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James Chou Discusses Microsoft’s Unique Position Straddling East and West

One of the most prominent figures at Microsoft in Asia is James Chou who leads the startup activities of the company in China, Japan and South Korea. Centrally linked to the acceleration of fledgling companies, this former HP and NEC manager is known as a successful serial entrepreneur and venture capitalist. Here, he gives TFT his a unique perspective on tech innovation from the fault line between East and West… 

Why does China need two Microsoft Accelerators?

Microsoft has a very strong presence in China. The mass entrepreneurship and innovation policy in China has created a really good startup ecosystem for tech startups.   Microsoft ScaleUp Shanghai was made possible through a joint effort by the Shanghai Xuhui government, Microsoft and INESA Group, integrating vast resources to support better growth for startups in Shanghai. Constant efforts with all the parties are to being made to deepen and widen cooperation in supporting the development of Shanghai in digital transformation to become the world centre of economy, finance, trade and shipping, as well as a tech centre in China.  There are so many innovations happening in China. In addition to two Microsoft Accelerators in China, we’re also cooperating with Chinese local government to establish 20+ Microsoft Mobile and Cloud Incubation programs for Chinese startups.

Microsoft for Startups Shanghai is an exclusive club. What are the key entry requirements?

Microsoft for Startups Shanghai has very high selection criteria.  We are mainly focussed on tech innovation startups who are already at least Series A funded by leading VCs.  We are interested in tech startups who are applying AI, Blockchain, Cloud, Big Data, AR/VR/MR, and Robotics technology to solve B2B problems.  We connect those startups with Fortune 500 companies’ customers of Microsoft as those customers are going through their digital transformation and open innovation journey.  

Constant efforts with all the parties are to being made to deepen and widen cooperation in supporting the development of Shanghai in digital transformation

You’ve been quoted as having said that, “Shanghai is uniquely positioned to drive innovation and encourage entrepreneurship.” Why do you think that’s the case?

China has become the most innovative and dynamic market in the world today. First Shanghai is the regional headquarters of many MNCs and a financial center of China.  Those companies all go through digital transformations and are willing to work with startups for open innovation. This trend creates many good use cases for startup innovation.  Second, the Shanghai government is very supportive. They have created many programs to support innovation and entrepreneurship such as providing special policies to startups and building good tech ecosystems to encourage innovation.  Last but not least, Chinese consumers are very willing to try new technology and digital products. The startups can use their AI and data analytics technology to build innovative solutions to create unique consumer experiences.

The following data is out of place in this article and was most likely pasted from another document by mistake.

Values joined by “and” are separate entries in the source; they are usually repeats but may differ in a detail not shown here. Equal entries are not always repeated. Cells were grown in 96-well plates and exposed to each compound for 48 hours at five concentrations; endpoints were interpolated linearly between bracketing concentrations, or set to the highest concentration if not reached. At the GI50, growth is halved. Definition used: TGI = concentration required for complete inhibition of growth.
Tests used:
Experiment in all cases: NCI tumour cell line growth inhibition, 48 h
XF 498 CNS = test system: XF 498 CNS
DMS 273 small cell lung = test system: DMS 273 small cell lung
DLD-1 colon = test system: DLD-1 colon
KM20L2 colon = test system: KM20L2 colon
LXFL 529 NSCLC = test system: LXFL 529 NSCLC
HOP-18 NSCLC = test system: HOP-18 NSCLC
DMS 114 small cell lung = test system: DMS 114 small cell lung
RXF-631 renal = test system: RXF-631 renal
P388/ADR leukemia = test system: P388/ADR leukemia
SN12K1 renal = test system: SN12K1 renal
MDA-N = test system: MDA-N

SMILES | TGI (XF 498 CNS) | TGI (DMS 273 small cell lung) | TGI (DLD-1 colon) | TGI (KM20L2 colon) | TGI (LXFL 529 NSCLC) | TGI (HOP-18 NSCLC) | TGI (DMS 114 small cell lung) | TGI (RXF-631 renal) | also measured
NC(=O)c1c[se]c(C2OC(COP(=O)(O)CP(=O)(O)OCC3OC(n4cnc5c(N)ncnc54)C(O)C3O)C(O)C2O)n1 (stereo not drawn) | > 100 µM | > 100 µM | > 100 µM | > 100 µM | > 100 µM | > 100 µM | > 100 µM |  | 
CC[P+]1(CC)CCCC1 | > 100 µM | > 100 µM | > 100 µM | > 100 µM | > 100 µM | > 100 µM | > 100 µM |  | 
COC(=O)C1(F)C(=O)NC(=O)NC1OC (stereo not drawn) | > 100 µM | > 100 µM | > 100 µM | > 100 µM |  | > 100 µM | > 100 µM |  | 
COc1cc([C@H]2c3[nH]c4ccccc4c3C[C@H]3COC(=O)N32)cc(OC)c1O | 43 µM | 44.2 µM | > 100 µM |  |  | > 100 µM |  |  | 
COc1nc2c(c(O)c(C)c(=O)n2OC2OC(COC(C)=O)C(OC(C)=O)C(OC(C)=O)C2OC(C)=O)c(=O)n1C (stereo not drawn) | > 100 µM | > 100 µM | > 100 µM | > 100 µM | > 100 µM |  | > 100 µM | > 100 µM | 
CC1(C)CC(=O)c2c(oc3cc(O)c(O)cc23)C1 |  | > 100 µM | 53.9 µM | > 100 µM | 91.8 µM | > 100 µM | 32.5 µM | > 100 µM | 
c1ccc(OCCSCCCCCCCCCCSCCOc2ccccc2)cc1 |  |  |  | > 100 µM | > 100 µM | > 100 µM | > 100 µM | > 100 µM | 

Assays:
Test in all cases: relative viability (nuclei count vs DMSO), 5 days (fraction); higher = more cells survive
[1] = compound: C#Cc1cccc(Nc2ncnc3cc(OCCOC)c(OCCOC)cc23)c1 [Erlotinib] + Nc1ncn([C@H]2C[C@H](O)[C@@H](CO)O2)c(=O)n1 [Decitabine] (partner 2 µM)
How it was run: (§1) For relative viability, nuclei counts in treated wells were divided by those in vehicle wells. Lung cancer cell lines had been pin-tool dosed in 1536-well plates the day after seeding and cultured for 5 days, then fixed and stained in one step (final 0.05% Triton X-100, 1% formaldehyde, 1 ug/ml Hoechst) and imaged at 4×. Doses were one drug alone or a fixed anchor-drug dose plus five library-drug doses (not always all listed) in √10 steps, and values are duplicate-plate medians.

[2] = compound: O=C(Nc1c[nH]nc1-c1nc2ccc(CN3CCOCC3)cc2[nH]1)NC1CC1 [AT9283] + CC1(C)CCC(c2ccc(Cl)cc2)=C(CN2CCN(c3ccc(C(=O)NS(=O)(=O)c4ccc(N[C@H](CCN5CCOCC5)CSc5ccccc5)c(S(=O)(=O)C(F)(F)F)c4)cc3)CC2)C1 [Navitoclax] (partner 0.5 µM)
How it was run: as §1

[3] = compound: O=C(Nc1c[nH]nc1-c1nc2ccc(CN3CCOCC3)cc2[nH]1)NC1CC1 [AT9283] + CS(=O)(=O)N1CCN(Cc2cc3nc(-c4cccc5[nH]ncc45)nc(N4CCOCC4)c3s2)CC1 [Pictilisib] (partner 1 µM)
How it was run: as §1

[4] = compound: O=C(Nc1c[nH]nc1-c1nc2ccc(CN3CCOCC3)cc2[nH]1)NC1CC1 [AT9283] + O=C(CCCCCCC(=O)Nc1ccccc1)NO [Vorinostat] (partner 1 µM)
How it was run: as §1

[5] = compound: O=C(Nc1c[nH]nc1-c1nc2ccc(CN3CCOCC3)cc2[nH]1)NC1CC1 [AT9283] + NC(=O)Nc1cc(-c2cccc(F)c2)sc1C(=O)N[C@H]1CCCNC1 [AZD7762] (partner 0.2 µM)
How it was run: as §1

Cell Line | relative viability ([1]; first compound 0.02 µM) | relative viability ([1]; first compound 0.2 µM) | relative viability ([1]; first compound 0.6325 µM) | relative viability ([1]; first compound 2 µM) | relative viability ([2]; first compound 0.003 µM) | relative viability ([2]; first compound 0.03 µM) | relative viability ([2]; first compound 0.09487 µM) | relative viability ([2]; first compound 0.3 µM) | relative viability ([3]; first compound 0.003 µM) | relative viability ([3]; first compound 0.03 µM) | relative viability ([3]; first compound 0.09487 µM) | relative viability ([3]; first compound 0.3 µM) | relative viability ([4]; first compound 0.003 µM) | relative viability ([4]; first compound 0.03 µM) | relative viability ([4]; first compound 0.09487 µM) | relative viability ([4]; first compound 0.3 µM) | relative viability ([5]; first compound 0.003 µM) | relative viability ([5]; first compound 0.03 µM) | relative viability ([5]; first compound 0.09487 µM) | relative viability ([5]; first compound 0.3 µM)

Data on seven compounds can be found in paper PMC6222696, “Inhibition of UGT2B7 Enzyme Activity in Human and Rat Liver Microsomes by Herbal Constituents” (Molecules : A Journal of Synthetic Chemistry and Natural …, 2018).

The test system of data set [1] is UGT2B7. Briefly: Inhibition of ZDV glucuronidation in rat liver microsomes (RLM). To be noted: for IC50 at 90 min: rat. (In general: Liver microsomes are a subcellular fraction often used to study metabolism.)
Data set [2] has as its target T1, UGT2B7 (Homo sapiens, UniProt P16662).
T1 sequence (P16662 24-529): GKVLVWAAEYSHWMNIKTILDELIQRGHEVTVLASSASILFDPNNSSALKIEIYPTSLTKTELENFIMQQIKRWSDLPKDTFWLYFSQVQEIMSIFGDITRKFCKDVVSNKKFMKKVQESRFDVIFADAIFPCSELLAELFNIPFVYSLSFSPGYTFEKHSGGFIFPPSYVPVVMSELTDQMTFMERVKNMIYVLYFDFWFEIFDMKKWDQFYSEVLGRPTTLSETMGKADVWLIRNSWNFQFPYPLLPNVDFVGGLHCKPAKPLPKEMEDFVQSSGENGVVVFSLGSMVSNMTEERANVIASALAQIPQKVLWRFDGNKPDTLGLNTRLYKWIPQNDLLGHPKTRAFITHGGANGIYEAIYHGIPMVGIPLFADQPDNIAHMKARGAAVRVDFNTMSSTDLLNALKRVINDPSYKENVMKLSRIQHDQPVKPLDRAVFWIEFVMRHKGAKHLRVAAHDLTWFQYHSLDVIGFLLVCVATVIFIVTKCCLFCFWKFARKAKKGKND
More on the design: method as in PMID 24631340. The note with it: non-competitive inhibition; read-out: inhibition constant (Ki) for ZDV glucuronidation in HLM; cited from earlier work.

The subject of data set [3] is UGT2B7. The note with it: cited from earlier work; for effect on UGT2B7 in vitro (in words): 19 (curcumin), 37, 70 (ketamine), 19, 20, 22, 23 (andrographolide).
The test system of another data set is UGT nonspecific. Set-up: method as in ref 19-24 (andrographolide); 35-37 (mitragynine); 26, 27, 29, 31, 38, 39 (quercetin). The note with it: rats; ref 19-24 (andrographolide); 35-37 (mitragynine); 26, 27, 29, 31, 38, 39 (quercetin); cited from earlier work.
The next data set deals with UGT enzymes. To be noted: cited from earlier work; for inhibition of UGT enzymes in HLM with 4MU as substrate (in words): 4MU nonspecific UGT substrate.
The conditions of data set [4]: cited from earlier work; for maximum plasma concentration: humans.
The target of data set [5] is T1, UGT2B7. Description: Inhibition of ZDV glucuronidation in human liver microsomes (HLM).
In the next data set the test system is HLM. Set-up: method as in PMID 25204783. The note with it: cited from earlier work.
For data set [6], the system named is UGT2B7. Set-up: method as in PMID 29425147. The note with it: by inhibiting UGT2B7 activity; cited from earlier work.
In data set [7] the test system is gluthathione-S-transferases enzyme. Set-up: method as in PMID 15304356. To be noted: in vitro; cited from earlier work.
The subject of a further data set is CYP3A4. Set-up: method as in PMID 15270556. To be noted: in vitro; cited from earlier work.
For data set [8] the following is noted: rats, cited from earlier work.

What advantages do fintech hubs in China, Japan and South Korea have over those in Europe or the United States?

It has been observed that Chinese cities have topped leading fintech hub rankings. As we all know, mobile payments and transfers are probably the most frequently used fintech service in China. For example, Alipay, a mobile and online payment platform, has 870 million active users, with 600 million in China and 270 million in the rest of the world. And mobile payments is also trending in countries like Japan and South Korea. The key to success for fintech in Asia has a lot to do with its young population. Millennials are widespread amongst Hong- Kong, Singapore, Tokyo and other regions. This group of the population is tech-savvy, digitally advanced and very accepting of digital norms.  Overall, US and Europe may have some advantages in terms of basic research of the technology. In Asia, entrepreneurs are moving at a much faster pace to create applications using those technologies.